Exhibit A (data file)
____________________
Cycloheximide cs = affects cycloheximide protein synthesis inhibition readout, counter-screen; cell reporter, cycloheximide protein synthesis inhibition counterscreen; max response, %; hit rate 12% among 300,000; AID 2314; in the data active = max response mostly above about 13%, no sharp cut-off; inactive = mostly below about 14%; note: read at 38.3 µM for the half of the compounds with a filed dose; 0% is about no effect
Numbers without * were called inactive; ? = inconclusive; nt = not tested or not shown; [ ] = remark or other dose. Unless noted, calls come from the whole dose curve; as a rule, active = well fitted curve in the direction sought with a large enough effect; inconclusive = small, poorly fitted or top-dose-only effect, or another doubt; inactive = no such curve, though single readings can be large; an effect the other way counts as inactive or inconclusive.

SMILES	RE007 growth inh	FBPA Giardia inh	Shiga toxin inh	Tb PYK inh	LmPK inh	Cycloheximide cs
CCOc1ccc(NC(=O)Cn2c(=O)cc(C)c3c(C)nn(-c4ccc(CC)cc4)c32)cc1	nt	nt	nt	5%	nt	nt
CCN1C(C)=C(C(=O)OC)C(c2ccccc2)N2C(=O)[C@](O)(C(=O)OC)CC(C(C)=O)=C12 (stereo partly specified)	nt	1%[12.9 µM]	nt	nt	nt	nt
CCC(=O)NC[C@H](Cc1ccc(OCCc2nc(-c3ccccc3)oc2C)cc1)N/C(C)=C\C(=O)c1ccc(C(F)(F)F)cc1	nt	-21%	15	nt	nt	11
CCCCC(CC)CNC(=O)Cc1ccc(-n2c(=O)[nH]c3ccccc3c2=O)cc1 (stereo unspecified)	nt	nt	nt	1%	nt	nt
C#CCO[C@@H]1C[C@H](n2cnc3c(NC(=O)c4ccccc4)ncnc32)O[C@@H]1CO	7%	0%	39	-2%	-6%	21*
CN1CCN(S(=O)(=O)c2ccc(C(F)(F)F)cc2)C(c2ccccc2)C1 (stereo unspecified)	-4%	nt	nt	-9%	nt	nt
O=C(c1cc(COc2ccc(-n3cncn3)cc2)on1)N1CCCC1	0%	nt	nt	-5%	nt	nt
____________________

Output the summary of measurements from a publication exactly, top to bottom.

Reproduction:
Cycloheximide cs = affects cycloheximide protein synthesis inhibition readout, counter-screen; cell reporter, cycloheximide protein synthesis inhibition counterscreen; max response, %; hit rate 12% among 300,000; AID 2314; in the data active = max response mostly above about 13%, no sharp cut-off; inactive = mostly below about 14%; note: read at 38.3 µM for the half of the compounds with a filed dose; 0% is about no effect
Numbers without * were called inactive; ? = inconclusive; nt = not tested or not shown; [ ] = remark or other dose. Unless noted, calls come from the whole dose curve; as a rule, active = well fitted curve in the direction sought with a large enough effect; inconclusive = small, poorly fitted or top-dose-only effect, or another doubt; inactive = no such curve, though single readings can be large; an effect the other way counts as inactive or inconclusive.

SMILES	RE007 growth inh	FBPA Giardia inh	Shiga toxin inh	Tb PYK inh	LmPK inh	Cycloheximide cs
CCOc1ccc(NC(=O)Cn2c(=O)cc(C)c3c(C)nn(-c4ccc(CC)cc4)c32)cc1	nt	nt	nt	5%	nt	nt
CCN1C(C)=C(C(=O)OC)C(c2ccccc2)N2C(=O)[C@](O)(C(=O)OC)CC(C(C)=O)=C12 (stereo partly specified)	nt	1%[12.9 µM]	nt	nt	nt	nt
CCC(=O)NC[C@H](Cc1ccc(OCCc2nc(-c3ccccc3)oc2C)cc1)N/C(C)=C\C(=O)c1ccc(C(F)(F)F)cc1	nt	-21%	15	nt	nt	11
CCCCC(CC)CNC(=O)Cc1ccc(-n2c(=O)[nH]c3ccccc3c2=O)cc1 (stereo unspecified)	nt	nt	nt	1%	nt	nt
C#CCO[C@@H]1C[C@H](n2cnc3c(NC(=O)c4ccccc4)ncnc32)O[C@@H]1CO	7%	0%	39	-2%	-6%	21*
CN1CCN(S(=O)(=O)c2ccc(C(F)(F)F)cc2)C(c2ccccc2)C1 (stereo unspecified)	-4%	nt	nt	-9%	nt	nt
O=C(c1cc(COc2ccc(-n3cncn3)cc2)on1)N1CCCC1	0%	nt	nt	-5%	nt	nt